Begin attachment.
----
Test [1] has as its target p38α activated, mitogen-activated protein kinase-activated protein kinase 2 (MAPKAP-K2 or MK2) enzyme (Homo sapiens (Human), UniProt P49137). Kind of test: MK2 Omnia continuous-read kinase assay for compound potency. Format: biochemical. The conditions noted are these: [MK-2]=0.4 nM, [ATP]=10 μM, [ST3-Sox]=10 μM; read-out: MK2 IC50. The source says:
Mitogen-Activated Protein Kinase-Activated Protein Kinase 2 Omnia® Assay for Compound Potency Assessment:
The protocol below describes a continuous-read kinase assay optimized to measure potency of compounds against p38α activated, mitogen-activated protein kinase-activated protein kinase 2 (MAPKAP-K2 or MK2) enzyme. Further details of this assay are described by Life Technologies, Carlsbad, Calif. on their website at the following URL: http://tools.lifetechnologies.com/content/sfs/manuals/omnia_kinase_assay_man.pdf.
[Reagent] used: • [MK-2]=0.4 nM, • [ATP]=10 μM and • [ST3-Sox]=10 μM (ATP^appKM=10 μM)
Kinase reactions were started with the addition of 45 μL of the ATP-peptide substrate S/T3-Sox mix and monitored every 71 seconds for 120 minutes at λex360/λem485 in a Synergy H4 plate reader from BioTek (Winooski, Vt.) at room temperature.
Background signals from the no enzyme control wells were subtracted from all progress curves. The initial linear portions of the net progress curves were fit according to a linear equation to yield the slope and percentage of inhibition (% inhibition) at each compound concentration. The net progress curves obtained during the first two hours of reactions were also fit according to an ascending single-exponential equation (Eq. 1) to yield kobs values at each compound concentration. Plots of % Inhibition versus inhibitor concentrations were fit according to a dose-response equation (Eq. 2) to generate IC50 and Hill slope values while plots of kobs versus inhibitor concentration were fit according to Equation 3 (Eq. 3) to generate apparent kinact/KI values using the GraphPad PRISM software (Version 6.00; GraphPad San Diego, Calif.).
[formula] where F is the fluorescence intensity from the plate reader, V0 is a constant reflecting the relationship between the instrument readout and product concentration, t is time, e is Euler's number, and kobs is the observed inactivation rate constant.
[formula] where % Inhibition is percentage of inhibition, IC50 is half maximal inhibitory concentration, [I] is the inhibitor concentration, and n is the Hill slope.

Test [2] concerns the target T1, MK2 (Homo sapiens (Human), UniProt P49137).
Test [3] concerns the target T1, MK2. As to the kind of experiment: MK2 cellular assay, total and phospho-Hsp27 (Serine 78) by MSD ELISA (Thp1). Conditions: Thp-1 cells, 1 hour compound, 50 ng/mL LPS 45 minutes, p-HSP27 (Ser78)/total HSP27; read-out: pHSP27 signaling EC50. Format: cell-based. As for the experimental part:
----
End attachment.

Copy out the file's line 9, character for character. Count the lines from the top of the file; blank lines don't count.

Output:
Test [2] concerns the target T1, MK2 (Homo sapiens (Human), UniProt P49137).